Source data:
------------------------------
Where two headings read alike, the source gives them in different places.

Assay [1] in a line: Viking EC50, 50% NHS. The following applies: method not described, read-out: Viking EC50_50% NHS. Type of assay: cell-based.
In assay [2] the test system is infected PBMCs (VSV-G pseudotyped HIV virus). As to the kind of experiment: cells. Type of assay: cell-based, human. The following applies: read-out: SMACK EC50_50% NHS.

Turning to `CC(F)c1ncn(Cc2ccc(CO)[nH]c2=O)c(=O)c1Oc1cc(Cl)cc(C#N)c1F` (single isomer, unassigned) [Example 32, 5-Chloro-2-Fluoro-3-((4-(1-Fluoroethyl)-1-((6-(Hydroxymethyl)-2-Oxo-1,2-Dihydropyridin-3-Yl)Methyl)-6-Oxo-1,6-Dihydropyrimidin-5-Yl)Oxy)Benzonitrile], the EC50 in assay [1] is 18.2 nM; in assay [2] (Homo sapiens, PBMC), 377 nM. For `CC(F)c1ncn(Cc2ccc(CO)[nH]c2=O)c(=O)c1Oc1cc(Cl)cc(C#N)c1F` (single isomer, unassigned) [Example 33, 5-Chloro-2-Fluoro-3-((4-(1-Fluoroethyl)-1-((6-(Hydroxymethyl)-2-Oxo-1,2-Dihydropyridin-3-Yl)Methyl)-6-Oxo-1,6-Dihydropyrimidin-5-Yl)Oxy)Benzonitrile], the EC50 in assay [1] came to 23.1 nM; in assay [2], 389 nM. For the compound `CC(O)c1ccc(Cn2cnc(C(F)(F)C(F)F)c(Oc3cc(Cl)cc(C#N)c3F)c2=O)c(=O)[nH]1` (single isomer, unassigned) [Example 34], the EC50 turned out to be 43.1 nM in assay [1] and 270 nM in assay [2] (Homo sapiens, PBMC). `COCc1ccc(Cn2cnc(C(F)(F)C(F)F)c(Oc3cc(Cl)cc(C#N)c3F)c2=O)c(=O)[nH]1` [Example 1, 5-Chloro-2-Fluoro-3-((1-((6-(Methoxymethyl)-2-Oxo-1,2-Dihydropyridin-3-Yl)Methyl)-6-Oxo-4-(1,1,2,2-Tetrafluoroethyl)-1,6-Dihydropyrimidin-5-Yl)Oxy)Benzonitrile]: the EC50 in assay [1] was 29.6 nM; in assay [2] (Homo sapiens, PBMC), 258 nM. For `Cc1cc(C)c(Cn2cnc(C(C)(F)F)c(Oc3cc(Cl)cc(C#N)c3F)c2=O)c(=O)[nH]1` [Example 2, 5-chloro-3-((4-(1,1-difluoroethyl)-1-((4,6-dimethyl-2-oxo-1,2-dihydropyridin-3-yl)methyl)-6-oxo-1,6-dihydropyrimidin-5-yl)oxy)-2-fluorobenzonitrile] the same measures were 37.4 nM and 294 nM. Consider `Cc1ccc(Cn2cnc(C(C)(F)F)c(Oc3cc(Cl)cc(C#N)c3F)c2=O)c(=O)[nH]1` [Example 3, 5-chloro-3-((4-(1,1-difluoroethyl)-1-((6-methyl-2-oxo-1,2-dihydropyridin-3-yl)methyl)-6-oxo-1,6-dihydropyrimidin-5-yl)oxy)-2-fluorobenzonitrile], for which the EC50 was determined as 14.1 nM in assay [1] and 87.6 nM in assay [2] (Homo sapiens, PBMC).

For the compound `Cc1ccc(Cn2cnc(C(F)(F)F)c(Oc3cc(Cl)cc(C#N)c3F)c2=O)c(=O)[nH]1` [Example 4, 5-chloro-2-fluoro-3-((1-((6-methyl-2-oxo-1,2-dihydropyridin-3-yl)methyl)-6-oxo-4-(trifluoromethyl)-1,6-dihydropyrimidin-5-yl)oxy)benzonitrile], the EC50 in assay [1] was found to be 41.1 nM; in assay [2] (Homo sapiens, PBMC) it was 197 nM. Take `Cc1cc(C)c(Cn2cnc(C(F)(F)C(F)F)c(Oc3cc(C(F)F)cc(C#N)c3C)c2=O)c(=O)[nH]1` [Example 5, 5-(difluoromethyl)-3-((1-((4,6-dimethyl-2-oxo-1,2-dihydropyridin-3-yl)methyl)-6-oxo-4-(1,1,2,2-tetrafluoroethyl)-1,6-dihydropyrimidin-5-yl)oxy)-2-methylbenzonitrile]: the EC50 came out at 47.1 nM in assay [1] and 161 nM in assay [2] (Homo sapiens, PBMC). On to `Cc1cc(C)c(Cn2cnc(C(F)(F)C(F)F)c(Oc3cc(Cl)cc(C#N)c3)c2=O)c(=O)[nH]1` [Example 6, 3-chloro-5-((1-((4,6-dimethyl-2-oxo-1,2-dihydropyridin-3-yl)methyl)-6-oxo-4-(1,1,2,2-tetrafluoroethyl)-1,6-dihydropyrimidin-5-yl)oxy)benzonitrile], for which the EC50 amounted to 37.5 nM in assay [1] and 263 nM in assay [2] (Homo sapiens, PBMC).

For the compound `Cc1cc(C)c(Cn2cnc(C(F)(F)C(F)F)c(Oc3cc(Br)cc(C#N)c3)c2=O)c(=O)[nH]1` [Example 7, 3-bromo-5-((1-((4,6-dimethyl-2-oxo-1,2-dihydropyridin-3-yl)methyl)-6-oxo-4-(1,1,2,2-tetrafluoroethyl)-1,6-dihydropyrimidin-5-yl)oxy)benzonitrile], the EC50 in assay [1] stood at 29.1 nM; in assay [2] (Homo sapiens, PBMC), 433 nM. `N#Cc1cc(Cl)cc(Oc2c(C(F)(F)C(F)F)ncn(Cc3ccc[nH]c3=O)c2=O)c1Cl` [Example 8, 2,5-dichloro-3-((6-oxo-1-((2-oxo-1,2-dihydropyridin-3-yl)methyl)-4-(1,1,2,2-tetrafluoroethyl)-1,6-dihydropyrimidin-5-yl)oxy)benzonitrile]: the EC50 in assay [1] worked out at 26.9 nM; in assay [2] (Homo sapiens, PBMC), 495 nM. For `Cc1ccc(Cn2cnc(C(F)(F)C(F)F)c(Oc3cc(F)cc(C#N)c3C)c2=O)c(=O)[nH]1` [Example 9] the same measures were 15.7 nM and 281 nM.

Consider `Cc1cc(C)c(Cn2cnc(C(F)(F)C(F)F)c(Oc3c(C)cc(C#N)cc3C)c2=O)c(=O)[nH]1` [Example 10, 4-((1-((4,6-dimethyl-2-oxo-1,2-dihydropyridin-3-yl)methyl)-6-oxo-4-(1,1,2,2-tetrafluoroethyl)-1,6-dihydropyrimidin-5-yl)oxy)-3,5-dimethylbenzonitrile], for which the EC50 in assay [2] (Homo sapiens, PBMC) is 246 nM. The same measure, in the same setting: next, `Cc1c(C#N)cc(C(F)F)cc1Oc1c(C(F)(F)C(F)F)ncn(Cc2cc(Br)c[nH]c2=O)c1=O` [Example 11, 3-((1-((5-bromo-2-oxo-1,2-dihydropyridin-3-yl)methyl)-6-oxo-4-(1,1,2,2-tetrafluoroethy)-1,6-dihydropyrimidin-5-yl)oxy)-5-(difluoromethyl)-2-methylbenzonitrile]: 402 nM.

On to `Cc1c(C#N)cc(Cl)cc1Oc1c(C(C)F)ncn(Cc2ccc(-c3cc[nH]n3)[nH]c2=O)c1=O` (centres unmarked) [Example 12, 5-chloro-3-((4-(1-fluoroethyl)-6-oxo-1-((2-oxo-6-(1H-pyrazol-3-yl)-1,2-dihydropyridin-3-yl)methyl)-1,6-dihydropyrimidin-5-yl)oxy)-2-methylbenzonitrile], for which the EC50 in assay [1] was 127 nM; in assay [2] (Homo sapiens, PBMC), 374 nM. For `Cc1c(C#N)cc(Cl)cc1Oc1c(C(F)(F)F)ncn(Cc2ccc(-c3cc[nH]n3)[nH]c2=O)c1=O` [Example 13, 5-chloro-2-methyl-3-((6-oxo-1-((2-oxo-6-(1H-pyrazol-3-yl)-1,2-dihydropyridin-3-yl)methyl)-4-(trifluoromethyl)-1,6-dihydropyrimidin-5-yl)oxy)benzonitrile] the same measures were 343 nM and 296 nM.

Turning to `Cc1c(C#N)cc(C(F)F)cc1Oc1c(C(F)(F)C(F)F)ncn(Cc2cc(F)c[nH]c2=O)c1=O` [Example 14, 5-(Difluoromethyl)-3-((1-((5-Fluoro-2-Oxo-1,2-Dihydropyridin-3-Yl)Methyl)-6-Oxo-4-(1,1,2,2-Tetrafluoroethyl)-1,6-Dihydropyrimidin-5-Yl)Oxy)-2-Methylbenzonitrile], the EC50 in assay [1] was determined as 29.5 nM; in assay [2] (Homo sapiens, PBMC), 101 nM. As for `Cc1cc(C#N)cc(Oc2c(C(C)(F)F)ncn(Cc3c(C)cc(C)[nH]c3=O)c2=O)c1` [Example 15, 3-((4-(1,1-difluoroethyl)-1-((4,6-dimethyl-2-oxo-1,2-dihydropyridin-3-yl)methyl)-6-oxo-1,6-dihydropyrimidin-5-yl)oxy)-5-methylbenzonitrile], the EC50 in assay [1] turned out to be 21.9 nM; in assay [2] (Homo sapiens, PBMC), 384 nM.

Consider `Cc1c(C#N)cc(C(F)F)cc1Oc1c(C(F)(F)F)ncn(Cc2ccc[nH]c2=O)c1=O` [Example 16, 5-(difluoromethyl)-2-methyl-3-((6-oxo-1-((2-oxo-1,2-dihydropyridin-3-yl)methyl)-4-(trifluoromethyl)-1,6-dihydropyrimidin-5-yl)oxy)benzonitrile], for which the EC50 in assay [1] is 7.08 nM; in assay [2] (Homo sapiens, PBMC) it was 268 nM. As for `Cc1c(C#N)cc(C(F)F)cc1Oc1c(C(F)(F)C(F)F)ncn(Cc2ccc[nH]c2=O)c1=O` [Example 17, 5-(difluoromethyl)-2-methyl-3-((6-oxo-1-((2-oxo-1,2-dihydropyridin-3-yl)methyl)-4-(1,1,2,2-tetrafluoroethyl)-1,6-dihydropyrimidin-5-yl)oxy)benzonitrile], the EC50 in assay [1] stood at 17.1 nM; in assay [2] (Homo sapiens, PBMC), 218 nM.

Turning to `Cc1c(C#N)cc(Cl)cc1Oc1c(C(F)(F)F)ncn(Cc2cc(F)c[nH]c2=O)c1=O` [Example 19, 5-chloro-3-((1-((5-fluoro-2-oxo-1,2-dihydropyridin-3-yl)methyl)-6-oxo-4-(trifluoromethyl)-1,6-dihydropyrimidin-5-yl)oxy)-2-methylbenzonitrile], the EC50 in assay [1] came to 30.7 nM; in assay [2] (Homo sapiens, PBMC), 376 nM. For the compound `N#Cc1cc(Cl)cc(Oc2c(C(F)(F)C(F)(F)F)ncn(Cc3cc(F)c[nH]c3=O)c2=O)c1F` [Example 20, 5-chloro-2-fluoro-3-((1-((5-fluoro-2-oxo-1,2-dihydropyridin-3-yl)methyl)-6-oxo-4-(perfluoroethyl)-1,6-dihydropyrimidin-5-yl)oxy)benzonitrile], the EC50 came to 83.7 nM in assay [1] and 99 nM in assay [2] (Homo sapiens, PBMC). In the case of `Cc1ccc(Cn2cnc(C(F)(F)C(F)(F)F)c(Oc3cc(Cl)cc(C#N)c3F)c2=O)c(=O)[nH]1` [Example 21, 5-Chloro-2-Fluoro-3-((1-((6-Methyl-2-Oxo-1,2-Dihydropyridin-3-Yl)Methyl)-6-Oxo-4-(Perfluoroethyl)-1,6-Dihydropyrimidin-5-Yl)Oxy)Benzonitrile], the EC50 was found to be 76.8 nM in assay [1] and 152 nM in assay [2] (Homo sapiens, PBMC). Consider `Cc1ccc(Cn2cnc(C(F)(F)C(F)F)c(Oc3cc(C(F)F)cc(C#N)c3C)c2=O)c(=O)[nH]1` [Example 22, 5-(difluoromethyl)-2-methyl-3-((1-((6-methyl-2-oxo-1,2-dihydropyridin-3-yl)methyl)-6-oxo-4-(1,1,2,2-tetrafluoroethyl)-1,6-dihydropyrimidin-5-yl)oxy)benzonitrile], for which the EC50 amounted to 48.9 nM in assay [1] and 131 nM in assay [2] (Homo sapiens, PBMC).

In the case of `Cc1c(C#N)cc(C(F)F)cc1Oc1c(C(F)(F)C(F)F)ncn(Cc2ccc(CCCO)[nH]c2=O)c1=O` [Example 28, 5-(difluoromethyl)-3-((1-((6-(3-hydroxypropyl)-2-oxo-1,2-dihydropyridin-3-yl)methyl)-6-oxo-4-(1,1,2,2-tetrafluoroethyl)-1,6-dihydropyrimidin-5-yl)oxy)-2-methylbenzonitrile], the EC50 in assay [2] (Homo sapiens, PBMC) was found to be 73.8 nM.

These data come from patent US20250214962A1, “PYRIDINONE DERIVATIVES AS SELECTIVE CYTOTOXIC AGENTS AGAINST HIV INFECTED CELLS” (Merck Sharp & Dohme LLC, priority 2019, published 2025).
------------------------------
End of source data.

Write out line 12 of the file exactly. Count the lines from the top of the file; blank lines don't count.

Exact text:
In the case of `Cc1c(C#N)cc(C(F)F)cc1Oc1c(C(F)(F)C(F)F)ncn(Cc2ccc(CCCO)[nH]c2=O)c1=O` [Example 28, 5-(difluoromethyl)-3-((1-((6-(3-hydroxypropyl)-2-oxo-1,2-dihydropyridin-3-yl)methyl)-6-oxo-4-(1,1,2,2-tetrafluoroethyl)-1,6-dihydropyrimidin-5-yl)oxy)-2-methylbenzonitrile], the EC50 in assay [2] (Homo sapiens, PBMC) was found to be 73.8 nM.